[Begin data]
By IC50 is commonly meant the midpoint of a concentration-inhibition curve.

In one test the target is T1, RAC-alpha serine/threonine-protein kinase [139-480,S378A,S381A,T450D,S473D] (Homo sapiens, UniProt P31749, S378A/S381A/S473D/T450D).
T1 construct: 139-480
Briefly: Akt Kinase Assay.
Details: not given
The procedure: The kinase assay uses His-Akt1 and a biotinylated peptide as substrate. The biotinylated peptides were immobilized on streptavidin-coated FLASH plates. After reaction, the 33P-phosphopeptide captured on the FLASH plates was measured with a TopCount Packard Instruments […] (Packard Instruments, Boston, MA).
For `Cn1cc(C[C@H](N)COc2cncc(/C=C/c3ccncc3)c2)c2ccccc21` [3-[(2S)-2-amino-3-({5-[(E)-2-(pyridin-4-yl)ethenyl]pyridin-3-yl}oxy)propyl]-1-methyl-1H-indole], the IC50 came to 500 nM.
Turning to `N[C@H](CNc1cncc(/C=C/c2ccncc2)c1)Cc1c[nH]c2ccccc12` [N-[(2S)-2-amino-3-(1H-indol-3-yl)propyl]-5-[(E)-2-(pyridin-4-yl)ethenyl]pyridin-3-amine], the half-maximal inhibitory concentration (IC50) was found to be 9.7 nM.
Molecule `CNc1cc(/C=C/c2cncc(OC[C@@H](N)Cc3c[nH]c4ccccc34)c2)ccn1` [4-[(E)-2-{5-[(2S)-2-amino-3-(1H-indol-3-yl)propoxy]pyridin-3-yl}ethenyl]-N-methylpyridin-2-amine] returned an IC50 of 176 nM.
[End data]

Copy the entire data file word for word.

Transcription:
By IC50 is commonly meant the midpoint of a concentration-inhibition curve.

In one test the target is T1, RAC-alpha serine/threonine-protein kinase [139-480,S378A,S381A,T450D,S473D] (Homo sapiens, UniProt P31749, S378A/S381A/S473D/T450D).
T1 construct: 139-480
Briefly: Akt Kinase Assay.
Details: not given
The procedure: The kinase assay uses His-Akt1 and a biotinylated peptide as substrate. The biotinylated peptides were immobilized on streptavidin-coated FLASH plates. After reaction, the 33P-phosphopeptide captured on the FLASH plates was measured with a TopCount Packard Instruments […] (Packard Instruments, Boston, MA).
For `Cn1cc(C[C@H](N)COc2cncc(/C=C/c3ccncc3)c2)c2ccccc21` [3-[(2S)-2-amino-3-({5-[(E)-2-(pyridin-4-yl)ethenyl]pyridin-3-yl}oxy)propyl]-1-methyl-1H-indole], the IC50 came to 500 nM.
Turning to `N[C@H](CNc1cncc(/C=C/c2ccncc2)c1)Cc1c[nH]c2ccccc12` [N-[(2S)-2-amino-3-(1H-indol-3-yl)propyl]-5-[(E)-2-(pyridin-4-yl)ethenyl]pyridin-3-amine], the half-maximal inhibitory concentration (IC50) was found to be 9.7 nM.
Molecule `CNc1cc(/C=C/c2cncc(OC[C@@H](N)Cc3c[nH]c4ccccc34)c2)ccn1` [4-[(E)-2-{5-[(2S)-2-amino-3-(1H-indol-3-yl)propoxy]pyridin-3-yl}ethenyl]-N-methylpyridin-2-amine] returned an IC50 of 176 nM.